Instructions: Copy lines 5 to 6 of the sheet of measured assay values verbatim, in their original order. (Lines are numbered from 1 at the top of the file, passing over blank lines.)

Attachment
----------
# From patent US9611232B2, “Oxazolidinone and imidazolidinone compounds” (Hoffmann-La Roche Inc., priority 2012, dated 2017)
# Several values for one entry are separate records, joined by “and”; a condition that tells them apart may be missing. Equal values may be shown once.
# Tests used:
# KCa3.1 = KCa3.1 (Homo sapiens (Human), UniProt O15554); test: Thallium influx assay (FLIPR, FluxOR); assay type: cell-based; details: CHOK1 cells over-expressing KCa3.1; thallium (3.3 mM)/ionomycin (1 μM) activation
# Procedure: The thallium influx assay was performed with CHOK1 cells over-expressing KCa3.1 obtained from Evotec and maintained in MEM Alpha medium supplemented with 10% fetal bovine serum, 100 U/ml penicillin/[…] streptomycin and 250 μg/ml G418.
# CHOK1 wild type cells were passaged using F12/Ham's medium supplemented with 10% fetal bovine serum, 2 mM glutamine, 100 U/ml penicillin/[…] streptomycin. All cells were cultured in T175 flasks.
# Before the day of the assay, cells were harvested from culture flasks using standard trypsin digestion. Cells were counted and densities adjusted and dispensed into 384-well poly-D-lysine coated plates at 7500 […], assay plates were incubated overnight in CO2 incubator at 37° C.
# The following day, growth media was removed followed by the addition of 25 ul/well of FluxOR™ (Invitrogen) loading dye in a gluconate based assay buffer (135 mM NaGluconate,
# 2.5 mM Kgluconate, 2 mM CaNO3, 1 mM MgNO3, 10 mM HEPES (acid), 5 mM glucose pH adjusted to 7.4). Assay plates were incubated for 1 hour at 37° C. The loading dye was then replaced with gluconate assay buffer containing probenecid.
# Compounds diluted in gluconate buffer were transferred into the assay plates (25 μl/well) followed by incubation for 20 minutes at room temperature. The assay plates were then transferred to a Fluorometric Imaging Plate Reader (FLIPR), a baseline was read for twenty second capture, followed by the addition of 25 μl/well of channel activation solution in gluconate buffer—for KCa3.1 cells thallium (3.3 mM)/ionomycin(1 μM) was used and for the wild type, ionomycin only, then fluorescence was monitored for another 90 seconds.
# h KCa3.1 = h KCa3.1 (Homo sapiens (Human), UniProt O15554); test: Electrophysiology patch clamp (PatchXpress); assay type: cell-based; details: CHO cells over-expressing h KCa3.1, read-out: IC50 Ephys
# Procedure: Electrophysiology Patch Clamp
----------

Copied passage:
# Procedure: The thallium influx assay was performed with CHOK1 cells over-expressing KCa3.1 obtained from Evotec and maintained in MEM Alpha medium supplemented with 10% fetal bovine serum, 100 U/ml penicillin/[…] streptomycin and 250 μg/ml G418.
# CHOK1 wild type cells were passaged using F12/Ham's medium supplemented with 10% fetal bovine serum, 2 mM glutamine, 100 U/ml penicillin/[…] streptomycin. All cells were cultured in T175 flasks.